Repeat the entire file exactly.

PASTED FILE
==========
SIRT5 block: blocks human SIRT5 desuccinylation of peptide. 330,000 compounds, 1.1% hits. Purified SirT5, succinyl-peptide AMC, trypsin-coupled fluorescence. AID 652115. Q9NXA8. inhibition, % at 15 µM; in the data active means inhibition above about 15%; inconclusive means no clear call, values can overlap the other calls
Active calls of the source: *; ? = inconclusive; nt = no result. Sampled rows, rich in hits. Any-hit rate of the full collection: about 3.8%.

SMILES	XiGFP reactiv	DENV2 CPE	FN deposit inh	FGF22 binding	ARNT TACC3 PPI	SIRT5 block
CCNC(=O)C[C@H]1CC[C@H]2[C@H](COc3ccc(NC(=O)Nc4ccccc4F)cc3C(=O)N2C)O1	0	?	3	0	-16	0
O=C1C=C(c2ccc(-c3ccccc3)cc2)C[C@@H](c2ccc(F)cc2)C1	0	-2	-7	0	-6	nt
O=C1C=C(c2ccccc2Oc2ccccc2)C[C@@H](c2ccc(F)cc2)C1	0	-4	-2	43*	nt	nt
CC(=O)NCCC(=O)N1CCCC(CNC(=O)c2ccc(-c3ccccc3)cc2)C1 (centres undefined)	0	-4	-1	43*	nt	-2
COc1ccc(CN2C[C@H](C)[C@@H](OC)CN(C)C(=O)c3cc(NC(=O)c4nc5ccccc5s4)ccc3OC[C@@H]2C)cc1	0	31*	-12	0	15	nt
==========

SIRT5 block: blocks human SIRT5 desuccinylation of peptide. 330,000 compounds, 1.1% hits. Purified SirT5, succinyl-peptide AMC, trypsin-coupled fluorescence. AID 652115. Q9NXA8. inhibition, % at 15 µM; in the data active means inhibition above about 15%; inconclusive means no clear call, values can overlap the other calls
Active calls of the source: *; ? = inconclusive; nt = no result. Sampled rows, rich in hits. Any-hit rate of the full collection: about 3.8%.

SMILES	XiGFP reactiv	DENV2 CPE	FN deposit inh	FGF22 binding	ARNT TACC3 PPI	SIRT5 block
CCNC(=O)C[C@H]1CC[C@H]2[C@H](COc3ccc(NC(=O)Nc4ccccc4F)cc3C(=O)N2C)O1	0	?	3	0	-16	0
O=C1C=C(c2ccc(-c3ccccc3)cc2)C[C@@H](c2ccc(F)cc2)C1	0	-2	-7	0	-6	nt
O=C1C=C(c2ccccc2Oc2ccccc2)C[C@@H](c2ccc(F)cc2)C1	0	-4	-2	43*	nt	nt
CC(=O)NCCC(=O)N1CCCC(CNC(=O)c2ccc(-c3ccccc3)cc2)C1 (centres undefined)	0	-4	-1	43*	nt	-2
COc1ccc(CN2C[C@H](C)[C@@H](OC)CN(C)C(=O)c3cc(NC(=O)c4nc5ccccc5s4)ccc3OC[C@@H]2C)cc1	0	31*	-12	0	15	nt